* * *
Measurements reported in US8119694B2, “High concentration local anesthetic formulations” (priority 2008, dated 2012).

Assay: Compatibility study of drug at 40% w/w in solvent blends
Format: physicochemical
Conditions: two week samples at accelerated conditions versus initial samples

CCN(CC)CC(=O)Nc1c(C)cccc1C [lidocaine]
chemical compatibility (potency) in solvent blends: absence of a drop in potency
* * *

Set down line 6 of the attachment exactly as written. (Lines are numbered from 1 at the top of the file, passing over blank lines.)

chemical compatibility (potency) in solvent blends: absence of a drop in potency